Learning architecture from the master
SOUTH BEND -- Call it trial by fire.

Several University of Notre Dame architecture students this week received verbal critiques of their work from famed architect and designer Michael Graves.

"Why do you use so much glass?" Graves asked one student about her plan for a Chicago high rise.

"I just don't understand how you can walk the halls of this school every day and design a glass prism," he said, referring to Notre Dame's reputation for training its architecture students to use classical design in contemporary projects.

"I'm picking on you because you're here. I would do the same for others," Graves said in a lighter tone.

"I'm preparing you for your first client meeting," he told another student while posing questions about a project.

Graves was on campus as the 2012 recipient of Notre Dame's Driehaus Prize for architecture.

Graves met Tuesday with a small group of fifth-year students for a critique session on their studio projects, which were individual plans for a Chicago high-rise apartment-hotel tower. He offered frank assessment of their work.

Student Julian Murphy explained how his tower's arched front entrance was inspired by the old Chicago Stock Exchange building.

"It's an entrance sized to the building. You've made it scaled to us," Graves said. He suggested the upper level apartments might benefit from a window design different from the hotel floors below, to give the upper structure a more residential appearance.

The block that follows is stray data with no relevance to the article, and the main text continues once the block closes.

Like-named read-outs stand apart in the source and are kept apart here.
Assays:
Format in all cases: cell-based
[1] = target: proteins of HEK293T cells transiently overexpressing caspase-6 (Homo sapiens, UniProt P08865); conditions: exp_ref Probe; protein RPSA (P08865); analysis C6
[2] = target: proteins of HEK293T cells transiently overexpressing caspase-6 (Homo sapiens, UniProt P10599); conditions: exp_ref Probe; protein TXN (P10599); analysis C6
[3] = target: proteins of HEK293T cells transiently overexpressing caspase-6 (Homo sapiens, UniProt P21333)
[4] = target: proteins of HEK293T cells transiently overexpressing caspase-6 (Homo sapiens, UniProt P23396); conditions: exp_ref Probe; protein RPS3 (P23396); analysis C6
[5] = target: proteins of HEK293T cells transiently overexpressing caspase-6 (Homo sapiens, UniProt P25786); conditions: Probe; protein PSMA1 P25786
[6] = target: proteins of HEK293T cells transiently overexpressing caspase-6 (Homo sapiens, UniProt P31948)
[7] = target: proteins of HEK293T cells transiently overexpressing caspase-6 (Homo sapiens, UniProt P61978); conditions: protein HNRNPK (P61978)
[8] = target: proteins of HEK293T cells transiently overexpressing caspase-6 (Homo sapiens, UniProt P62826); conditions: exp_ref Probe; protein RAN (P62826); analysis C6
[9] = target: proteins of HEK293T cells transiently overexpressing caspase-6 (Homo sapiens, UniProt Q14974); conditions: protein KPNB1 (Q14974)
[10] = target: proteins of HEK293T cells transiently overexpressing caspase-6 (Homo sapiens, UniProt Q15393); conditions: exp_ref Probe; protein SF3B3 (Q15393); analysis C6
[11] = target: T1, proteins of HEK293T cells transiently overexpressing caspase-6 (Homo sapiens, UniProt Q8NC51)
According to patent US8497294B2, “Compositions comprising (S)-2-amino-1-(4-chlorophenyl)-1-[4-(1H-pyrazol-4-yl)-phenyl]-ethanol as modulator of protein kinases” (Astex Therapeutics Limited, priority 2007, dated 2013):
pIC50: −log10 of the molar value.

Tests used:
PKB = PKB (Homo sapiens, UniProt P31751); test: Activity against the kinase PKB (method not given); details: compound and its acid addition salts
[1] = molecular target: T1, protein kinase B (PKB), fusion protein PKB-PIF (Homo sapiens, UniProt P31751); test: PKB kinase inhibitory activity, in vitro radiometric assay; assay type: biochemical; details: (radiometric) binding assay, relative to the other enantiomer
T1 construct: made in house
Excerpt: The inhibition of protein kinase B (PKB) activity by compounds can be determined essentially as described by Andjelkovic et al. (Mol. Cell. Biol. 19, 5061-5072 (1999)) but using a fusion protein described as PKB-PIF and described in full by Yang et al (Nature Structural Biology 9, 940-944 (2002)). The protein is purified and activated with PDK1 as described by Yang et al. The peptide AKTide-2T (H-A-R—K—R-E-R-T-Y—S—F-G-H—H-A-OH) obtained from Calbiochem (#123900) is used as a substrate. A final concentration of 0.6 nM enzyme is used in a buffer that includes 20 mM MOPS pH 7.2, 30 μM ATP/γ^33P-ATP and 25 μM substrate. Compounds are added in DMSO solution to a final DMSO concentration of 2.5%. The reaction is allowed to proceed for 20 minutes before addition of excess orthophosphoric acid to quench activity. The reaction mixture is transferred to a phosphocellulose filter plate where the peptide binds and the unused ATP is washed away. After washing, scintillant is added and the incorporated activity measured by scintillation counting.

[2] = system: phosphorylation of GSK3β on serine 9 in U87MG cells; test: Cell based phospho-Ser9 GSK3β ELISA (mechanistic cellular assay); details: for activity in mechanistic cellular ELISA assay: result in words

Murphy said later he was nervous making the presentation to Graves, but found the critique to be spot on. He studied many of Graves' buildings while he was working on the high-rise project, and he admires the master architect's work.

"It's unique and classical, without being literally so. He take the idea of classicism and applies it in ways you wouldn't expect," Murphy said.

Graves, born and raised in Indianapolis, is the first native Indiana architect to receive the Driehaus Prize.

Early in his career, Graves was a committed modernist. But that changed.

He designed the Portland Building, a 15-story municipal office building in Portland, Ore., that opened in 1982. The building was a radical departure for large office buildings of that era, which were mainly modernist. The Portland Building is considered the first major postmodern building.

Graves taught full time at Princeton University for nearly 40 years while also practicing. He's designed resorts, post offices, skyscrapers and many other projects, as well as a line of popular household items sold at Target stores.

Student Danielle Murphy showed Graves her tower design, which features lots of glass and slanted roof lines. He raised questions about how the slanted tops would affect the ability of residents to use the space inside.

Murphy said it's nerve-racking to describe one's work to a famous architect, but said his criticisms were ones she anticipated. "Everyone knows they have certain weaknesses in their projects," Murphy said. For those studying classical architecture with the intent of practicing contemporary work, Graves "is one of the perfect precedents to study," she said.

When student Geoff Barnes presented his project, Graves voiced concerns about the building's roof, which features an artistic top reminiscent of a fountain pen. Then Graves complimented him on the varied pattern of the building's front. "It gives a syncopation to the facade that works quite nicely," he said.